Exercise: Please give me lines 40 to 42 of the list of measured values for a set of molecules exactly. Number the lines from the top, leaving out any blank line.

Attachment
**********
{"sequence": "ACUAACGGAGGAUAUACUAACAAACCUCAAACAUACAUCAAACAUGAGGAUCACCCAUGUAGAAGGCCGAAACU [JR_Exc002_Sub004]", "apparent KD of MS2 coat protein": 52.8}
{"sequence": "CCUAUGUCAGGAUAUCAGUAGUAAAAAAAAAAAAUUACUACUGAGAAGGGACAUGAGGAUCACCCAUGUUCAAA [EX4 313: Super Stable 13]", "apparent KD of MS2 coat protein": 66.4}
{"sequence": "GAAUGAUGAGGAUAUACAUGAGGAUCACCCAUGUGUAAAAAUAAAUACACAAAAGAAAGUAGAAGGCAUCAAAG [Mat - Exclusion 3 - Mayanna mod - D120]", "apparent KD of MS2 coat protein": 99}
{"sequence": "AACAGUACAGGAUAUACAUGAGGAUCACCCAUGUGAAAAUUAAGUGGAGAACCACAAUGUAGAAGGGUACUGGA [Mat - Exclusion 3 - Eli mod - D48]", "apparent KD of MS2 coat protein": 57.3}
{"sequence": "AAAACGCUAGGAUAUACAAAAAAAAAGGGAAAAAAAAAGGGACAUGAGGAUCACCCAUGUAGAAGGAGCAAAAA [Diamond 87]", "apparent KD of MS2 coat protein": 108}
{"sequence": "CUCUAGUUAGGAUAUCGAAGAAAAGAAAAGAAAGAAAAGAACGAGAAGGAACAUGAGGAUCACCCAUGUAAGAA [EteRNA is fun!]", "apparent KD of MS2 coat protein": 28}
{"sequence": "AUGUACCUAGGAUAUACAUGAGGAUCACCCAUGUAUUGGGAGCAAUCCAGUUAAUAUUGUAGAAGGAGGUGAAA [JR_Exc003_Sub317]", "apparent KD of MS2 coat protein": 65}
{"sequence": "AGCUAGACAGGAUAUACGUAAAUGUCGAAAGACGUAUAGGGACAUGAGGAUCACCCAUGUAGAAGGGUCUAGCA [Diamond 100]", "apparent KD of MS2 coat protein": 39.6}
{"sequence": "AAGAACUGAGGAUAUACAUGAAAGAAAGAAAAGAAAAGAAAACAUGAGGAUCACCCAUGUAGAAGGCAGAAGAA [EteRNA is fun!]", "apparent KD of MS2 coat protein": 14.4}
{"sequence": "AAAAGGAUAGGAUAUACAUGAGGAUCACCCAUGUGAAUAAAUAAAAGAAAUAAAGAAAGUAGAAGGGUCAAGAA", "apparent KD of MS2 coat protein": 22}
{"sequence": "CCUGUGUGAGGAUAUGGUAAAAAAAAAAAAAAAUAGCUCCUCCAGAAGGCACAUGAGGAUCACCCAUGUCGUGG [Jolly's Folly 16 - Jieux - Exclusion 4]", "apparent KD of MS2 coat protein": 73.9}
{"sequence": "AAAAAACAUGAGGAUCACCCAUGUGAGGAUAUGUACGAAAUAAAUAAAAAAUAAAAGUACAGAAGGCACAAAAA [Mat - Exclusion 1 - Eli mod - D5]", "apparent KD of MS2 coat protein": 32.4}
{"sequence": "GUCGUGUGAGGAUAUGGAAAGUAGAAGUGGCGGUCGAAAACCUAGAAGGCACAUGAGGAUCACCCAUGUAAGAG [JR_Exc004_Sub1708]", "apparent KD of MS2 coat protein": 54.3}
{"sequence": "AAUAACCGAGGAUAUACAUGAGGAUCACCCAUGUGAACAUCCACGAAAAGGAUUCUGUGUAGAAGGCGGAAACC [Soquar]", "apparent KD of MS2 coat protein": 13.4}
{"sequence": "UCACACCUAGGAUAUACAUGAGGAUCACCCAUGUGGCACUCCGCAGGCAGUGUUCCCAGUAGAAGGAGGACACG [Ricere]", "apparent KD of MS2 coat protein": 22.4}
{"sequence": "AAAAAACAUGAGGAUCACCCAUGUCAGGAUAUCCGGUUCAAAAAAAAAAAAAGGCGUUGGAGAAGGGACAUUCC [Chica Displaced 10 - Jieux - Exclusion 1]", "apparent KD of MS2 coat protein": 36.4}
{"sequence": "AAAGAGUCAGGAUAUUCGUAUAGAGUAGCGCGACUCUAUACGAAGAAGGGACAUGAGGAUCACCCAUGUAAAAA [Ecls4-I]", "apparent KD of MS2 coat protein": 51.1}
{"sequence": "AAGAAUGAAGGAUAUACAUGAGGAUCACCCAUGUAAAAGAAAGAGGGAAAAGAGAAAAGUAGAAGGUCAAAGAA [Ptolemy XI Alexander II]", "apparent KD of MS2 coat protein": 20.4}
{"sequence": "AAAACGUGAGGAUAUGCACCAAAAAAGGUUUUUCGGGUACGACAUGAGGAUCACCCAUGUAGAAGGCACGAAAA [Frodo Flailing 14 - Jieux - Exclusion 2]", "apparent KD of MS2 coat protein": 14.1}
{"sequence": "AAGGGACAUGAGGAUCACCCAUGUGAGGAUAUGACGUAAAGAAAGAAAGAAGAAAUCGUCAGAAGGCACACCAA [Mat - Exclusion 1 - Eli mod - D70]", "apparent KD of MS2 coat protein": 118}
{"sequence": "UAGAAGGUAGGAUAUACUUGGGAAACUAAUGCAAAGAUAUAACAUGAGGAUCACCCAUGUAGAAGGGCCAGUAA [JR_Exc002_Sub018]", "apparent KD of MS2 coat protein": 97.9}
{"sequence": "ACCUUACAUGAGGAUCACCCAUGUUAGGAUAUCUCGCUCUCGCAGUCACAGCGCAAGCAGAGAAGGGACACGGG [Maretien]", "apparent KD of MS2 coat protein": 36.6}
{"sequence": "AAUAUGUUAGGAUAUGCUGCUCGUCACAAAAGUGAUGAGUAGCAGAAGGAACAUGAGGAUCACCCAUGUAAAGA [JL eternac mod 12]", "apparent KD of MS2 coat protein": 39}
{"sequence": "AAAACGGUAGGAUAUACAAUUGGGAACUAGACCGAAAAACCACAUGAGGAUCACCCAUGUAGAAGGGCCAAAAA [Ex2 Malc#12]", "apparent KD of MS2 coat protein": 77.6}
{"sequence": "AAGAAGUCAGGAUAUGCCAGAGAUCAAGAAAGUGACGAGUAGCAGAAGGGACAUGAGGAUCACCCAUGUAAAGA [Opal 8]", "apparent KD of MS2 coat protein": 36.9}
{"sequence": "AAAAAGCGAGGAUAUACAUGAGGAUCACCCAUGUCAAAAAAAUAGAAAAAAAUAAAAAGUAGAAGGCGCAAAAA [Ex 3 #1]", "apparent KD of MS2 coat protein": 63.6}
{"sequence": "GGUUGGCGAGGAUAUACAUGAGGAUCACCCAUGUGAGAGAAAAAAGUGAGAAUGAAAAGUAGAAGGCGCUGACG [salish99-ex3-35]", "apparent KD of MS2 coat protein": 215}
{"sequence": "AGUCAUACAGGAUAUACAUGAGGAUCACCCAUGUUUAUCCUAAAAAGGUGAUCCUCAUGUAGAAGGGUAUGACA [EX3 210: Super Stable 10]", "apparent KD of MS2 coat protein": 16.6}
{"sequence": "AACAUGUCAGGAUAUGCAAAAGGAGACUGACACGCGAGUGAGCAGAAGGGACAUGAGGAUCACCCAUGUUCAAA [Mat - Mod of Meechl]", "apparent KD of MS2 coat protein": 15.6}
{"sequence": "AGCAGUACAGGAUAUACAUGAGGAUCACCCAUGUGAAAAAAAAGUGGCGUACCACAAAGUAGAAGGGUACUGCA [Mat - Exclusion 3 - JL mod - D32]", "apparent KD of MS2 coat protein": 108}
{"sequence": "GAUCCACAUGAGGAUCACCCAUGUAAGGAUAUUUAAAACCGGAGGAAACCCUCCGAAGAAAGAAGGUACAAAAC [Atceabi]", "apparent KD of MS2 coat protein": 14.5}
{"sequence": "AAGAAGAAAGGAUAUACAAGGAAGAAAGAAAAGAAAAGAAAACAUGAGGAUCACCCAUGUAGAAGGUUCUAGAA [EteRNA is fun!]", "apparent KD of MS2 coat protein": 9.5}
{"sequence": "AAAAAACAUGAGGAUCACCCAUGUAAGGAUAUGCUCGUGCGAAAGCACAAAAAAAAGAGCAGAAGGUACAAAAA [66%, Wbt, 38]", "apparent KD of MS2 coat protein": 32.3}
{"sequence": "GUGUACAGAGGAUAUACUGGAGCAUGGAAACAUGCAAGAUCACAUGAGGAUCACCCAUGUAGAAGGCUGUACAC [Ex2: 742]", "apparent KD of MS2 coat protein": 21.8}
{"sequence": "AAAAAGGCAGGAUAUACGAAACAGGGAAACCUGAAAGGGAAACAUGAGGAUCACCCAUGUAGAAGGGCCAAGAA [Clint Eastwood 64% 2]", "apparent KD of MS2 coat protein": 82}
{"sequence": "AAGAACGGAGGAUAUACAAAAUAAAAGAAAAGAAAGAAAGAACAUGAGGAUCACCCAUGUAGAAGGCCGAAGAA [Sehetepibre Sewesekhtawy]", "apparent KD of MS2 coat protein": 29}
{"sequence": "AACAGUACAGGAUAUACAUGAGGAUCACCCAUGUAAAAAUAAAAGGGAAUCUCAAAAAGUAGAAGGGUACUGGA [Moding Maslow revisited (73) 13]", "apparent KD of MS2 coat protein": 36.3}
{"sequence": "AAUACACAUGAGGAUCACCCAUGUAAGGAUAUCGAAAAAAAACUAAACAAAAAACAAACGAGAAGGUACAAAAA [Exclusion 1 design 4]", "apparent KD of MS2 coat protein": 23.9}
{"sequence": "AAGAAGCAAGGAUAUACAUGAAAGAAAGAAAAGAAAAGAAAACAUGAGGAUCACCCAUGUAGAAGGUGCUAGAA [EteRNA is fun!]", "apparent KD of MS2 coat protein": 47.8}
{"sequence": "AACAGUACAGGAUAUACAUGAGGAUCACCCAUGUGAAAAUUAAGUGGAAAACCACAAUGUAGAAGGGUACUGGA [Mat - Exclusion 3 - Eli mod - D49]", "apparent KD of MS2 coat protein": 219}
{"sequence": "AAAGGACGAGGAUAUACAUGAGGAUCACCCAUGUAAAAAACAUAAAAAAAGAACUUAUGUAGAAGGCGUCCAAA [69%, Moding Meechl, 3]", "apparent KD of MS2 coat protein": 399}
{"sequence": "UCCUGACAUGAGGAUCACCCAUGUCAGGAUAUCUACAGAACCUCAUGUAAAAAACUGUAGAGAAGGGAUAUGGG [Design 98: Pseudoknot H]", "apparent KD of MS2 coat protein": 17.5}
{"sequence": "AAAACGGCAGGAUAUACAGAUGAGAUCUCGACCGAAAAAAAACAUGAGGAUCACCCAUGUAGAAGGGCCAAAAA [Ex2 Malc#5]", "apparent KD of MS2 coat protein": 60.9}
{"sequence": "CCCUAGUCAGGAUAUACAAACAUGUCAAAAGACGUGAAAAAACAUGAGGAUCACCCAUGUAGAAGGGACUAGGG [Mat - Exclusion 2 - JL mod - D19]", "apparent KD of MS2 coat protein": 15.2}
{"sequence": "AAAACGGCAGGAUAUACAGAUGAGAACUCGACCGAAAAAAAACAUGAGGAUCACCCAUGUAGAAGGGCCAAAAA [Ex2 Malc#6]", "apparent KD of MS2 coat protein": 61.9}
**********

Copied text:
{"sequence": "AACAGUACAGGAUAUACAUGAGGAUCACCCAUGUGAAAAUUAAGUGGAAAACCACAAUGUAGAAGGGUACUGGA [Mat - Exclusion 3 - Eli mod - D49]", "apparent KD of MS2 coat protein": 219}
{"sequence": "AAAGGACGAGGAUAUACAUGAGGAUCACCCAUGUAAAAAACAUAAAAAAAGAACUUAUGUAGAAGGCGUCCAAA [69%, Moding Meechl, 3]", "apparent KD of MS2 coat protein": 399}
{"sequence": "UCCUGACAUGAGGAUCACCCAUGUCAGGAUAUCUACAGAACCUCAUGUAAAAAACUGUAGAGAAGGGAUAUGGG [Design 98: Pseudoknot H]", "apparent KD of MS2 coat protein": 17.5}